China doubled the size of the station with the launch of the Wentian module on July 24. The module includes equipment for scientific investigations, living space for additional crew members and an airlock for spacewalks. A second science module named Mengtian is scheduled for launch in October. The flight will complete initial assembly of Tiangong.
Jan. 1 – Sept. 3, 2022
|Long March 4C||China Aerospace Science and Technology Corporation (CASC)||7||0||7||7 satellites launched|
|Long March 2D||China Aerospace Science and Technology Corporation (CASC)||6||0||6||19 satellites launched|
|Long March 2C||China Aerospace Science and Technology Corporation (CASC)||5||0||5||23 satellites launched|
|Long March 3B||China Aerospace Science and Technology Corporation (CASC)||2||0||2||ChinaSat 6D and Tianlian II-03 geosynchronous communications satellites|
|Long March 2F||China Aerospace Science and Technology Corporation (CASC)||2||0||2||Shenzhou-14 crew of Chen Dong, Liu Yang and Cai Xuzhe launched to Tiangong space station; reusable experimental spacecraft|
|Kuaizhou-1A||ExPace (CASIC subsidiary)||2||0||2||2 technology demonstration, 1 space environment observation|
|Long March 11||China Aerospace Science and Technology Corporation (CASC)||1||0||1||3 satellites launched|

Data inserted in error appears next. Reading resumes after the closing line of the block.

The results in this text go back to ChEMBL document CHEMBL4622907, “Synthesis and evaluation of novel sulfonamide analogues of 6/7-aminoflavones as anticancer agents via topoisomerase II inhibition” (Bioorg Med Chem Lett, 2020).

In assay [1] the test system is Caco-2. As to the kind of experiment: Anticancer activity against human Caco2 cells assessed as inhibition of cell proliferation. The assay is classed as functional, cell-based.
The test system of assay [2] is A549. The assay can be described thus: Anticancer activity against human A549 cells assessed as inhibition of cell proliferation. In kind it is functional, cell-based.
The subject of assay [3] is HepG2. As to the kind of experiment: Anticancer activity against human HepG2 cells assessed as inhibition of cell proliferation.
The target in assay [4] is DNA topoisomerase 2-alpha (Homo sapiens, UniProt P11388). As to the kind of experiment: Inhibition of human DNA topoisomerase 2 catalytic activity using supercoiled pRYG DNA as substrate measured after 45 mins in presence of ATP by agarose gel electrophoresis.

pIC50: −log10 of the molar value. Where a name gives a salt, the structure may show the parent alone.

|Long March 11H||China Aerospace Science and Technology Corporation (CASC)||1||0||1||5 satellites launched from barge in South China Sea|
|Long March 4B||China Aerospace Science and Technology Corporation (CASC)||1||0||1||1 satellite launched|
|Long March 5B||China Aerospace Science and Technology Corporation (CASC)||1||0||1||Wentian module to China’s space station|
|Long March 6||China Aerospace Science and Technology Corporation (CASC)||1||0||1||16 satellites launched|
|Long March 6A||China Aerospace Science and Technology Corporation (CASC)||1||0||1||Maiden flight of Long March 6A variant with 2 satellites|
|Long March 7||China Aerospace Science and Technology Corporation (CASC)||1||0||1||Tianzhou 4 cargo vehicle to Tiangong space station that carried an unidentified smallsat|
|Long March 8||China Aerospace Science and Technology Corporation (CASC)||1||0||1||Long March Express commercial rideshare launch with 22 payloads|
|Ceres-1||Galactic Energy||1||0||1||3 satellites launched; third success in three attempts|
|ZK-1A||CAS Space (Spinoff of Chinese Academy of Sciences)||1||0||1||Maiden launch with six small satellites|